Four new films to see this week

Ferocious Furiosa is the craziest show on Earth. Plus Irish documentaries on Charlie Bird and Chinese music competitors, and an eerie Pakistani social horror

Furiosa: A Mad Max Saga ★★★☆☆

Directed by George Miller. Starring Anya Taylor-Joy, Chris Hemsworth, Tom Burke, Alyla Browne, Lachy Hulme, Nathan Jones, John Howard. 15A cert, gen release,148 min

Massive, clunking prequel to Mad Max: Fury Road starring Taylor-Joy as the road warrior who will later grow into Charlize Theron. Without even the tendrils of emotional connection that united the characters in that last episode, Furiosa sometimes loses itself in repetitive spectacle. It is like watching the greatest circus performers on Earth overstay their welcome and cause the audience to grow blase about the spinning plates and tamed lions. That noted, nobody could sit through one minute of Furiosa without being caught up in the shot-to-shot peril. Full review DC

Ransom ’79 ★★★☆☆

Directed by Colm Quinn. Featuring Charlie Bird. PG cert, limited release, 84 min

Fascinating documentary following Charlie Bird as, in the months before his death, he investigates a story from his early career. Back in 1979, a note was sent to the Department of Agriculture demanding £5 million on the threat of introducing foot and mouth disease to Irish livestock. Working with director Quinn and the versatile writer Colin Murphy, Bird draws on hidden reserves of energy to — with great economy — lay out a web that captures a surprising amount of the era’s discontents. It’s a gripping tale that, inevitably, also comprises a farewell to a much-liked figure. Full review DC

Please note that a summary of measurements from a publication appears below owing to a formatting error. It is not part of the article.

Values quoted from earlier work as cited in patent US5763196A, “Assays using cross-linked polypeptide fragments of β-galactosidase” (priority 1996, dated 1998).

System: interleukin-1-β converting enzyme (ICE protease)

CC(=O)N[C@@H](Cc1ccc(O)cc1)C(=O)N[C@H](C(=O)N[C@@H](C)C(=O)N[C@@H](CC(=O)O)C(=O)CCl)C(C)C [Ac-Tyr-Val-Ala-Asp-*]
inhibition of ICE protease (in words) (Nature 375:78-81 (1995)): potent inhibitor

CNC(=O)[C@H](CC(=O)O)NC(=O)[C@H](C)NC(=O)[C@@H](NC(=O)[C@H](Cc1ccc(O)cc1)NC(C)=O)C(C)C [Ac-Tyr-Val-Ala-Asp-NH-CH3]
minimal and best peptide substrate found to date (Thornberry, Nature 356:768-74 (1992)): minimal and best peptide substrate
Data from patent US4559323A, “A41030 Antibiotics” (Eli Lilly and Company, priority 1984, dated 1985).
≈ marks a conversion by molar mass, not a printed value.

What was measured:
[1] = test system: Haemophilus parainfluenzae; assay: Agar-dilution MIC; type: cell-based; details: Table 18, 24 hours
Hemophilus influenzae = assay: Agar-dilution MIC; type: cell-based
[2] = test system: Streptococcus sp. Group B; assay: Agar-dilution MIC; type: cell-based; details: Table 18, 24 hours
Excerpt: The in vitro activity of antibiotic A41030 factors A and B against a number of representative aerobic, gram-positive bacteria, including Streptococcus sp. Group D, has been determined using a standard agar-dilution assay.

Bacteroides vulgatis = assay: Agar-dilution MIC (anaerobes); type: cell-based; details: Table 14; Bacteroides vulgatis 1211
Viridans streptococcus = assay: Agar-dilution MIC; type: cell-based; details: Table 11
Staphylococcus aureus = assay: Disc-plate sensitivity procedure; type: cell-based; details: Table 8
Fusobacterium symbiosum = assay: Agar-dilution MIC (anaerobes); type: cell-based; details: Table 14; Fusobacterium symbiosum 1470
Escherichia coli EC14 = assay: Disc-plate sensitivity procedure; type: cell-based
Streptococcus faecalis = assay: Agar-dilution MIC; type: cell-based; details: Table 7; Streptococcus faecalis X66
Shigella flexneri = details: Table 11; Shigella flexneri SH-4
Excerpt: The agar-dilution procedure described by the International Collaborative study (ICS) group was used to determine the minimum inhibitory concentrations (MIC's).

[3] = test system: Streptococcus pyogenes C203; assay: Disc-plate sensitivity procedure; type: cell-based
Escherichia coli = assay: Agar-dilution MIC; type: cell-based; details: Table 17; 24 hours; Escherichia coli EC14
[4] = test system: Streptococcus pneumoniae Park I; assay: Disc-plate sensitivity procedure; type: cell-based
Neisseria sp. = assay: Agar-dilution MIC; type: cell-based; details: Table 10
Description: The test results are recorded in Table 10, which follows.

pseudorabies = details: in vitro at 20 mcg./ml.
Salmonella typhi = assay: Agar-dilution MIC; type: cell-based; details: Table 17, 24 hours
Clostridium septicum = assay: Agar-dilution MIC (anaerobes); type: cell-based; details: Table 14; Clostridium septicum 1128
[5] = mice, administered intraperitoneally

Piano Dreams ★★★★☆

Directed by Gary Lennon, Richard Hughes. G cert, gen release, 86 min

This delightful doc from Irish filmmaker Lennon follows three talented young Chinese pianists as they negotiate a fiercely competitive landscape. Xia Xidi (8) competes in insane piano battles against classmates at the bidding of his stern, paternal music teacher. Xi Yingying (12) hopes to be a concert pianist. Zhou Yu’ang (19) plans to study at an American conservatory. In the final act, thanks to editor Cara Holmes’ clever cuts, we anxiously wait to learn the results of Xia’s competition, Xi’s exam, and Zhou’s college applications. No matter the outcome, there’s a certain melancholy in knowing they can’t all be the new Lang Lang. TB

In Flames ★★★★☆

Directed by Zarrar Kahn. Starring Ramesha Nawal, Bakhtawar Mazhar, Omar Javaid, Mohammad Ali Hashmi, Adnan Shah Tipu. 15A cert, gen release, 98 min

The impressive Nawal plays Mariam a young medical student whose father has died in mysterious circumstances. When her grandfather also dies, her family are in serious jeopardy. As all of the bills, debts and modest assets were in the grandfather’s name, other adult men in the extended family have a right to seize them. Hitchcockian tensions mount as men occupy the same eerie, dangerous space as The Birds. This Pakistani film is at its best when it trades in real-world patriarchal controls and abuses rather than things that go bump in the night. A remarkable debut feature with a nail-biting denouement. Full review TB

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Donald Clarke

Donald Clarke

Donald Clarke, a contributor to The Irish Times, is Chief Film Correspondent and a regular columnist

Tara Brady

Tara Brady

Tara Brady, a contributor to The Irish Times, is a writer and film critic